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'Skinny' Starts A Conversation For Overweight Teens

Young Ever Williams hears a negative voice every day in her head, telling her just how fat and disgusting she is. Ever is the heroine of Skinny, Donna Cooner's new novel for young adults — and "Skinny" is the name she gives that awful voice. Navigating high school is difficult for most kids, but Ever has an additional challenge: She weighs 300 pounds. Her classmates taunt her cruelly, and the boy she likes ignores her.

Even members of Ever's family don't appear to be all that interested in her and her struggles. They don't provide much comfort and support for her. Ever apologizes for the very space she occupies because of her weight, and like many who struggle with obesity, she tries every possible diet in an effort to be thin, so sure that being smaller is the only real way to happiness.

Ever reaches a crisis point at a school ceremony — she's there to receive an award, and onstage, in front of her entire class, her chair breaks under her, and she crashes to the ground. Full disclosure: I've been there. I felt for Ever when that happened, because I too have broken furniture publicly, and I know all too well the horrible feeling of shame and the nasty comments people make.

This humiliating moment spurs Ever to look into weight loss surgery, which I have some perspective on: Like Ever, and her creator, Cooner, I am also a weight loss surgery patient. And I understood Ever's decision to have the operation. But I was uncomfortable with how quickly she made it.

<em>Skinny</em> is Donna Cooner's first novel for young adults.
/ Point/Scholastic
Skinny is Donna Cooner's first novel for young adults.

Ever's story is aimed at a young adult audience, and with the increase in childhood and young adult obesity, weight loss surgery patients seem to be getting younger and younger. But surgery shouldn't be the first option offered to young people, nor is it for everyone. Why? This surgery is emphatically not the easy way out. In fact, it's one of the hardest things an overweight person can do. I just don't think I would have been prepared to deal with it when I was Ever's age, or really have understood what I was getting into.

Ever's transition to surgery seemed to go far too fast — she went from the initial doctor visit to a group support meeting, and then she had a surgery date within what seemed like mere weeks. It took me over seven years to arrive at my decision, and insurance approval for my surgery was granted through a program that took an additional six months. And what about ongoing nutritional, pre- and post-surgery, and mental health counseling? Ever didn't seem to get any. I'd have loved to see more pushback in the book from her medical team, and more of what's really needed to prepare for surgery and to maintain the weight loss afterward. And I'd really have loved to see Ever's parents step up to form a support network for their daughter.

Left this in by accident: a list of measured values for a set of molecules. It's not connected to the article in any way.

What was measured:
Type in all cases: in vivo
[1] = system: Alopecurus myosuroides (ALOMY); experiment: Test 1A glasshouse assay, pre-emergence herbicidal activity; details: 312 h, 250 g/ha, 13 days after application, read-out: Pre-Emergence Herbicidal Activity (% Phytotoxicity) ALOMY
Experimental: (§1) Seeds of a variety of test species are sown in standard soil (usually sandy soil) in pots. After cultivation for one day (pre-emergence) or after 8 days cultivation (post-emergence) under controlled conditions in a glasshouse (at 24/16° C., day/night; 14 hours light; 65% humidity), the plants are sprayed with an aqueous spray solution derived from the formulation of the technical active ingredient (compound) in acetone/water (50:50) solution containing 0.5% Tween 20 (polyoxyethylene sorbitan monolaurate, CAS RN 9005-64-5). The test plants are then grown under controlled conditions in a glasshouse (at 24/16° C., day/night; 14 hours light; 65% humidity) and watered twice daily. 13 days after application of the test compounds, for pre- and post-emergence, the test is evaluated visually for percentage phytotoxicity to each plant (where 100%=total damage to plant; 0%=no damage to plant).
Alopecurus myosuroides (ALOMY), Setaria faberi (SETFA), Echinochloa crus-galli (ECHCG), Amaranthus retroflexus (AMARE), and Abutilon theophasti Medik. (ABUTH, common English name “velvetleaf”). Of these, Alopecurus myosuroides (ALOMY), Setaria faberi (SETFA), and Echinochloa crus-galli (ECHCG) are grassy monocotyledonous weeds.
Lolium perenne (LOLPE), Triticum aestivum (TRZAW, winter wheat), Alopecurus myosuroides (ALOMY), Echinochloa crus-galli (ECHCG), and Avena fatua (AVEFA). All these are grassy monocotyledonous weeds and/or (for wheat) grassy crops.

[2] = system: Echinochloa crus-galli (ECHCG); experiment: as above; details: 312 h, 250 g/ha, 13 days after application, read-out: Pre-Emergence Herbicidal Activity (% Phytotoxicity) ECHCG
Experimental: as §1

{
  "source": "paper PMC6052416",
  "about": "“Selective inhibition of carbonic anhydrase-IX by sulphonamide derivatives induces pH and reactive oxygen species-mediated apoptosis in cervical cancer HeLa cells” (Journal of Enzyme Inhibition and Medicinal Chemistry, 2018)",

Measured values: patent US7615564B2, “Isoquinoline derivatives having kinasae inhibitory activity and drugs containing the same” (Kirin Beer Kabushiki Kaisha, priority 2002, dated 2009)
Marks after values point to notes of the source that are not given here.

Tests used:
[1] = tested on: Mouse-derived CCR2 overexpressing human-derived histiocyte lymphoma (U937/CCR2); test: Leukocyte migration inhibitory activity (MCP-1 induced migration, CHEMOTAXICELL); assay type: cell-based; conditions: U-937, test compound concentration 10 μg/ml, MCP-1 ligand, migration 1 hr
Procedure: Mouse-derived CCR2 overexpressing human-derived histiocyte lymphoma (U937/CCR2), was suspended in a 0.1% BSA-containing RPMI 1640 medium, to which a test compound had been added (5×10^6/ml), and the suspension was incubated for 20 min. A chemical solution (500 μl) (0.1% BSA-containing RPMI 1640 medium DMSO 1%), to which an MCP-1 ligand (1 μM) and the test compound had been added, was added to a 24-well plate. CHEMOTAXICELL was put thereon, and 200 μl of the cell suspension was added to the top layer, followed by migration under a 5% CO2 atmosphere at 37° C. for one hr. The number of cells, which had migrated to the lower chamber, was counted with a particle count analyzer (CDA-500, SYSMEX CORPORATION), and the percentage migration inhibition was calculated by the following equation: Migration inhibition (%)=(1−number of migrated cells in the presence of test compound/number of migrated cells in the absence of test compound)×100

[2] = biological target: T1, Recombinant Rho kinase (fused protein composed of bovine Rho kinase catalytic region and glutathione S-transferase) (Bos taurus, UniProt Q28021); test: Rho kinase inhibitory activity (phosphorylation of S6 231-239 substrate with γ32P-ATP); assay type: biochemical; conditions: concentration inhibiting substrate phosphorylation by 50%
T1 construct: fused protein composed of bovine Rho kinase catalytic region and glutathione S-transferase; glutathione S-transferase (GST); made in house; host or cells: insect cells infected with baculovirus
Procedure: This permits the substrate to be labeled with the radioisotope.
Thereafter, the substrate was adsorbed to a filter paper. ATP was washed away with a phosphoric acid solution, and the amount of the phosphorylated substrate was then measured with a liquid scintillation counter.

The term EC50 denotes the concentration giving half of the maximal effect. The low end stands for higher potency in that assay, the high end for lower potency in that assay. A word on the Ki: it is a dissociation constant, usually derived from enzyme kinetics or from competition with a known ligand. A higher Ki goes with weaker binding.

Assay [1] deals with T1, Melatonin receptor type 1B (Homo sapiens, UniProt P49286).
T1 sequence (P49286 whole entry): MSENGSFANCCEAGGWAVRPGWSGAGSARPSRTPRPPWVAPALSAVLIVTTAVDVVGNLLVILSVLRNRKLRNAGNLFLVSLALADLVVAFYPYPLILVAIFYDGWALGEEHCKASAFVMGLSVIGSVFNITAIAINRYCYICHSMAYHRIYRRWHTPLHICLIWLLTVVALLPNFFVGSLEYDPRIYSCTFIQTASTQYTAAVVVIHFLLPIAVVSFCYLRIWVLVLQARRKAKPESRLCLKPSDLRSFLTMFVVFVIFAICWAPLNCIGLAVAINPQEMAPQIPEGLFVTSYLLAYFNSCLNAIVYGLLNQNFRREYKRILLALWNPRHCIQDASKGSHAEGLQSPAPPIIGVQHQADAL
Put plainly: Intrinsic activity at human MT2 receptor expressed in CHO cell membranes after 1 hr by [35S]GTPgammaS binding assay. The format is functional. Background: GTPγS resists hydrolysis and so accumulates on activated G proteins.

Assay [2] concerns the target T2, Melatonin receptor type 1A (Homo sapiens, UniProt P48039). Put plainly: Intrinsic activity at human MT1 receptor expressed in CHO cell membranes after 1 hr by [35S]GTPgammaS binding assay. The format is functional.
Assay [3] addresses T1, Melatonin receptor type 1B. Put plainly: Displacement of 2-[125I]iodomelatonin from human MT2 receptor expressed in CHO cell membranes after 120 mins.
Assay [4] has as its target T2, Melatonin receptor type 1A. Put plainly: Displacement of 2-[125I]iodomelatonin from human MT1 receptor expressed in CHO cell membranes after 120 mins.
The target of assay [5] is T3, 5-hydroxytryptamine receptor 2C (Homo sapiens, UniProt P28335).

Jennifer Longmire-Wright is an assistant editor at <em>All Things Considered.</em>
/ Lauren Rock
Lauren Rock
Jennifer Longmire-Wright is an assistant editor at All Things Considered.

After her operation, Ever has a few minor side effects, and soon she's off to the mall for a new wardrobe. But it's important to understand that there can be complications, even fatalities, because of this surgery. And there can be some rather unpleasant side effects too. You might not want to hear this, but I can now outbelch a 12-year-old boy. I'm thankful that not only does my husband not mind, he even offers to burp me whenever I need it! But I understood that possibility before I went into the operating room, and I am able to deal with it.

You have to be informed when you make this choice. Maybe future editions of Skinny can include a reference section at the end of the book, for organizations like the American Society for Metabolic and Bariatric Surgery, or the Weight Control Information Network, or any of the resources that are out there for people considering surgery.

Ever eventually loses over 100 pounds, and she does get healthier. Her relationships change; her outlook on herself changes. She even banishes that negative Skinny voice in her head — but Ever's journey is far from easy, and far from over. She learns that just because you become thinner, sure, you can shop in different stores, but that doesn't mean your problems magically go away. You have to learn a whole new way to cope with them — one that doesn't involve overeating.

There haven't been very many young adult books that deal with weight loss surgery, and I applaud the author for her choice of story. I hope Skinny can start a conversation for young people who are thinking about the surgery, so they can be prepared for the major physical and mental transition it brings.

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Jennifer Longmire-Wright
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